As an outdoor sports photographer, I’m consistently forced to work in harsh environments. I’m constantly trashing my gear and am always on the lookout for a good new replacement to what I currently use. So when REI emailed me about testing the new Gregorio ThermoBall™ jacket from The North Face, I thought, “why not?”
I took the Gregorio out with me on the first two days of my winter this year. The Pacific Northwest had just been pummeled with three feet of snow over the course of three days, with cold temperatures and high winds. A great opportunity to put this coat to the test and see how it holds up in real working conditions.
But before I get to how the jacket performs, let’s take a moment to go over my first impressions of the Gregorio from the moment I took it out of the box. The jacket is very heavy duty. The HyVent® waterproof, breathable fabric that the outer shell is made from feels durable without being overly course or stiff. I’m always a fan of a coat that moves well and doesn’t chafe around the neckline. The Gregorio delivered nicely in this department. Then there’s the overall weight of the jacket itself. It’s not lightweight. Even the shell by itself feels heavy when compared to a comparable 3-ply shell. This personally doesn’t bother me, though, as I am not much of a mountaineer. I’m hardly the type that cuts the tags from their clothing to shave off half an ounce. That said, if you are that person, this coat may be on the heavy side for you. But that weight does come with a benefit, and that’s warmth. The shell by itself is plenty warm, but leave in the zip in/out ThermoBall PrimaLoft® liner jacket and the Gregorio is a heat blanket.
Moving beyond the initial look at cut, feel and weight, let’s look at the details and features. The ThermoBall liner is integrated nicely into the shell. It locks into place by zipping to either side of the shell, and has three button points to tack it into place (on both sleeves and the back of the neck). The liner can be worn by itself and the fit of it is well thought out. But leave the liner in and it integrates seamlessly as one piece. I didn’t even know it was there the first time I tried it on.
Aside from the lining, we come to the shell of the Gregorio. It features all of the attributes I look for in a winter mountain jacket. Hood, powder skirt, interior lining, and pit zips. Each of these features shows great attention to detail. The hood zips on and off easily. The powder skirt has a storage option to keep it out of the way when not in use. The zipper pulls are all easy to reach, slide nicely and don’t bind on themselves.
Ok, enough fluff about the details of the Gregorio—you can get that by looking at a spec sheet. The real question is: How did it perform? Over the two days I tested it, the 3-in-1 handled incredibly well. My testing days were particularly cold, so I left the liner in. The entire setup kept me warm throughout the day even with temperatures in the low 20s. Additionally, the waterproofness of the coat worked fine. I’m usually a die-hard Gore-Tex® fan when it comes to my waterproof outerwear, but the HyVent performed just fine in the conditions I was in. I do wonder how it would hold up though on those 34-degree days when the snow is more like rain. But it’d be perfect the colder Colorado, Utah or Montana ski days.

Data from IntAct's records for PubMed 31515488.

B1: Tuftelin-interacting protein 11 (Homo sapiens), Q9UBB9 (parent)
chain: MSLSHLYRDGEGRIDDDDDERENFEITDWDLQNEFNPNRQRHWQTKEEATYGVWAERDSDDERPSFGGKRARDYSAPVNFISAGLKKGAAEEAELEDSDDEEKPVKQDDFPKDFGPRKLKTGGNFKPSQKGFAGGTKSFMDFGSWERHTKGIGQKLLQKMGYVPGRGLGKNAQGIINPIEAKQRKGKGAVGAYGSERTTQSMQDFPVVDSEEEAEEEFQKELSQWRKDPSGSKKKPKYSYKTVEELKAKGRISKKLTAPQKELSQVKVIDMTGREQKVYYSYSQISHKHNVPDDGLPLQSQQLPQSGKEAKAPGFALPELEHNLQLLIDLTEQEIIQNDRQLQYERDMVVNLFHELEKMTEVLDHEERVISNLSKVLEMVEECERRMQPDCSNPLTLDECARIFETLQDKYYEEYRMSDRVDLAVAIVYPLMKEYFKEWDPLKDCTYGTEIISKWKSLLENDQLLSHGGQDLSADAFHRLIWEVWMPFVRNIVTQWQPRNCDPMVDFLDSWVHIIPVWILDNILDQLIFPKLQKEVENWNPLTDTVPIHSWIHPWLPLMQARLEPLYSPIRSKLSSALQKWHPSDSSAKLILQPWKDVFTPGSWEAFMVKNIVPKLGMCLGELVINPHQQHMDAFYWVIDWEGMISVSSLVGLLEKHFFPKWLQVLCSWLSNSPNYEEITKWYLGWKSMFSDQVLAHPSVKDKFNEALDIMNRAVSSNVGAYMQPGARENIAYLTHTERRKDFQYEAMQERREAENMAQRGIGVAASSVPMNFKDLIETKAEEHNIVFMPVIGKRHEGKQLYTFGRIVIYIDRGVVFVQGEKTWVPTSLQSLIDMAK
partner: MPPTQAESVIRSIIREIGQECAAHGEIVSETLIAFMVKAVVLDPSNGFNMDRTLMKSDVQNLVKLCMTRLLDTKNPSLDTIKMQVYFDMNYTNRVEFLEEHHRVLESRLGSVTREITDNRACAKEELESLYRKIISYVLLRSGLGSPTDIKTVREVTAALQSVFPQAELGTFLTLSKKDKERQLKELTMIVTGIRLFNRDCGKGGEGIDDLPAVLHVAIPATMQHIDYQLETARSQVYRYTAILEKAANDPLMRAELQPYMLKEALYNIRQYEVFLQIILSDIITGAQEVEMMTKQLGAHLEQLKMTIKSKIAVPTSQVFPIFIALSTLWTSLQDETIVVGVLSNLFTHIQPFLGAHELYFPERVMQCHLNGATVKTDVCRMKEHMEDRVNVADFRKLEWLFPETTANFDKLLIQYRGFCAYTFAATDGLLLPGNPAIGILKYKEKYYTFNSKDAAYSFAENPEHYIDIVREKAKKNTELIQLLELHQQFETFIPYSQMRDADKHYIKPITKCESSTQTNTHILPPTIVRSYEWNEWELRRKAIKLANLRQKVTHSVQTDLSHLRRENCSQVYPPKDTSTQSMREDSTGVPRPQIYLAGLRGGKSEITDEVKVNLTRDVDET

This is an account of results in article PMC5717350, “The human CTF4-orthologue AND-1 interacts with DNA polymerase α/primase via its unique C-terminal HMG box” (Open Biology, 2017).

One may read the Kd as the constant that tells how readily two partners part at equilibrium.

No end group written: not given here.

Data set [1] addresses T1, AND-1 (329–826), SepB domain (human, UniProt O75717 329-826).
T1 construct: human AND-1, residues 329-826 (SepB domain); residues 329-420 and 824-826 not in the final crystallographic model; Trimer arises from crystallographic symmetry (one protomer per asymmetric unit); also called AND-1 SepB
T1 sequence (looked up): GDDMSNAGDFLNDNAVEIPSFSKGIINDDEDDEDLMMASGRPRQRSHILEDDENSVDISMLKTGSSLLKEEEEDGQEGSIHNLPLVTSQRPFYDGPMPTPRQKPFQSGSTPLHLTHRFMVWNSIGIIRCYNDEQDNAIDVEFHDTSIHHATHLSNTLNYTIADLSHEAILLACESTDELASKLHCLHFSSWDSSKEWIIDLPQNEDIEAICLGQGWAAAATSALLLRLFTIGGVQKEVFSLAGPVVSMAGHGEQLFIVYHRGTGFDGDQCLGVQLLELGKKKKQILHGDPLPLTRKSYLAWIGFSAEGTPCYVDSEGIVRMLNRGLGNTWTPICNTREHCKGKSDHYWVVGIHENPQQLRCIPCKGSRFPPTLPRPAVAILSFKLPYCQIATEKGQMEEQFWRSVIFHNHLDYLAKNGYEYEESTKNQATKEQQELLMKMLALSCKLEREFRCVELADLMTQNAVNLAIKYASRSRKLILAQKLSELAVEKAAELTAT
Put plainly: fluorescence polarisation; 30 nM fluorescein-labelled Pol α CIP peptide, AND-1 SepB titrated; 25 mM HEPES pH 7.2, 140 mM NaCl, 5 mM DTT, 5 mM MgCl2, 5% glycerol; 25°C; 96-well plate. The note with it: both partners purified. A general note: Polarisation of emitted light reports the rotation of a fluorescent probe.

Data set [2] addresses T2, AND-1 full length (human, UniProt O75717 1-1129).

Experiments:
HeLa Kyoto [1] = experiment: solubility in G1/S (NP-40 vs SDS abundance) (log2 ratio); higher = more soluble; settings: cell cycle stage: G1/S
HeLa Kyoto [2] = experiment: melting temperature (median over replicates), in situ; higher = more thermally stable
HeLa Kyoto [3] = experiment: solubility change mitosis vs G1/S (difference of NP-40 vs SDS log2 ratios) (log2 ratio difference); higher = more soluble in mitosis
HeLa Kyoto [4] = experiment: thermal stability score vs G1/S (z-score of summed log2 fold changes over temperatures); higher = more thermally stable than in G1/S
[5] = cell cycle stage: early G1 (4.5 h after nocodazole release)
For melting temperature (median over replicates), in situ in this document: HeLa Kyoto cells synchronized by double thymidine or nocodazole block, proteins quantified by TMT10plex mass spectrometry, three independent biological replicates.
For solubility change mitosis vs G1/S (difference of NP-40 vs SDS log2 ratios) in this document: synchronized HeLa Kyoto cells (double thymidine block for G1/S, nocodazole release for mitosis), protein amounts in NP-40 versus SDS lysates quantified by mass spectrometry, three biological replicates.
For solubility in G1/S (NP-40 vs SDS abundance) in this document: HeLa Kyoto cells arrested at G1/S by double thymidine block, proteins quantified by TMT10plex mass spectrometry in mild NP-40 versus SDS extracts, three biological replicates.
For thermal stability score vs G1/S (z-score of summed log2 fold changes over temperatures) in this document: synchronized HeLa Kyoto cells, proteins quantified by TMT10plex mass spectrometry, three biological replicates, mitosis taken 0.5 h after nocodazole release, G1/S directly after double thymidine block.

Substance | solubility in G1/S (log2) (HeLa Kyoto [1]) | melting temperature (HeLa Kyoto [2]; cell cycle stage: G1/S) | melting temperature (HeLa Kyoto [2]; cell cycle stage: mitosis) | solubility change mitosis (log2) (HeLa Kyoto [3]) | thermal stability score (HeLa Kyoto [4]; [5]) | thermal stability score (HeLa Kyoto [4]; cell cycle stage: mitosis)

As I alluded to earlier, the Gregorio moved nicely with me, didn’t ride up or twist, and didn’t bind or chafe around the neck (this is a pet peeve of mine and I will write off any coat that does). I did notice a nice little surprise when I was looking for a pocket to put my season pass in. The pocket on the wrist of the left arm has a built-in goggle chamois attached—a nice-sized one at that. This is an awesome feature for those storm days when everything gets wet or foggy. Other than that wrist pocket and two hand pockets, the only other exterior storage option was a tiny chest pocket. As a photographer needing to quickly stow small items (lens caps, batteries, etc.), I’d prefer more pockets. But that’s not a deal breaker.
The only other real negative I could find with the jacket was the simple button attachment between the ThermoBall liner sleeves and the shell. I found that whenever I pulled off the coat, at least one of the arms of the liner would pop their button and the lining sleeve would come out of the shell sleeve. Perhaps a heavier-duty snap closure could fix this?
All in all, though, I was very impressed with this shell/liner combo. It handled incredibly well on two blizzard days in a very rough environment. Its shortcomings were very minor and were more personal qualms of a picky photographer than something to be concerned about. Considering its price point coupled with the lifetime guarantee The North Face has on their products, I would highly recommend the Gregorio ThermoBall Triclimate 3-in-1 to anyone on the market for a new ski or snowboard jacket.
Shop The North Face Gregorio ThermoBall Triclimate 3-in-1 Jacket at REI.com.
Want the women’s version? Check out The North Face Akani ThermoBall Triclimate 3-in-1 Jacket.